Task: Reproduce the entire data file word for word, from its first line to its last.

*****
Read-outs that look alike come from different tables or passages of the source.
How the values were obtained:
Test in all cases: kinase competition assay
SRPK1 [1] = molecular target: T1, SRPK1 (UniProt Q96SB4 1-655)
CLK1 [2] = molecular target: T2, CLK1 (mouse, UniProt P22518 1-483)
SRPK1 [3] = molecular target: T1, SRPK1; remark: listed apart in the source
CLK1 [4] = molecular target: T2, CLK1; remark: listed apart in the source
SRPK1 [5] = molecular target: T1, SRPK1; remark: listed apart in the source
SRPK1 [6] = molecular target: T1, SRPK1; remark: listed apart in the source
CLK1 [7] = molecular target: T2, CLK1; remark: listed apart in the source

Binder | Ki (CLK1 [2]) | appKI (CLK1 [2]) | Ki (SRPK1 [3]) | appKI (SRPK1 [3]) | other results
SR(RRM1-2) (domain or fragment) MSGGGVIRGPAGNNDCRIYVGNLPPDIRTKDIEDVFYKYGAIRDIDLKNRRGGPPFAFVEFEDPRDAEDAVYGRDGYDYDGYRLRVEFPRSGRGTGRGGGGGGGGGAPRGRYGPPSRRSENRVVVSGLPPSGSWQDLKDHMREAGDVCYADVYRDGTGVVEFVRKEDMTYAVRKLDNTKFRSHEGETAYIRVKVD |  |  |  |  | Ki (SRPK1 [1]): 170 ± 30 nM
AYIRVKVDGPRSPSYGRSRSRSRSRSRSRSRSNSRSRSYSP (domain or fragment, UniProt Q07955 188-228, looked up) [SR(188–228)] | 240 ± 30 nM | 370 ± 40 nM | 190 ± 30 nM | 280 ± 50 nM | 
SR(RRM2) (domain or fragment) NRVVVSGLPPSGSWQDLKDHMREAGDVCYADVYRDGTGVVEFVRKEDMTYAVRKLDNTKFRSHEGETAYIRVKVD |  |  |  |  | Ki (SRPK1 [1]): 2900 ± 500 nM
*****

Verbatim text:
Read-outs that look alike come from different tables or passages of the source.
How the values were obtained:
Test in all cases: kinase competition assay
SRPK1 [1] = molecular target: T1, SRPK1 (UniProt Q96SB4 1-655)
CLK1 [2] = molecular target: T2, CLK1 (mouse, UniProt P22518 1-483)
SRPK1 [3] = molecular target: T1, SRPK1; remark: listed apart in the source
CLK1 [4] = molecular target: T2, CLK1; remark: listed apart in the source
SRPK1 [5] = molecular target: T1, SRPK1; remark: listed apart in the source
SRPK1 [6] = molecular target: T1, SRPK1; remark: listed apart in the source
CLK1 [7] = molecular target: T2, CLK1; remark: listed apart in the source

Binder | Ki (CLK1 [2]) | appKI (CLK1 [2]) | Ki (SRPK1 [3]) | appKI (SRPK1 [3]) | other results
SR(RRM1-2) (domain or fragment) MSGGGVIRGPAGNNDCRIYVGNLPPDIRTKDIEDVFYKYGAIRDIDLKNRRGGPPFAFVEFEDPRDAEDAVYGRDGYDYDGYRLRVEFPRSGRGTGRGGGGGGGGGAPRGRYGPPSRRSENRVVVSGLPPSGSWQDLKDHMREAGDVCYADVYRDGTGVVEFVRKEDMTYAVRKLDNTKFRSHEGETAYIRVKVD |  |  |  |  | Ki (SRPK1 [1]): 170 ± 30 nM
AYIRVKVDGPRSPSYGRSRSRSRSRSRSRSRSNSRSRSYSP (domain or fragment, UniProt Q07955 188-228, looked up) [SR(188–228)] | 240 ± 30 nM | 370 ± 40 nM | 190 ± 30 nM | 280 ± 50 nM | 
SR(RRM2) (domain or fragment) NRVVVSGLPPSGSWQDLKDHMREAGDVCYADVYRDGTGVVEFVRKEDMTYAVRKLDNTKFRSHEGETAYIRVKVD |  |  |  |  | Ki (SRPK1 [1]): 2900 ± 500 nM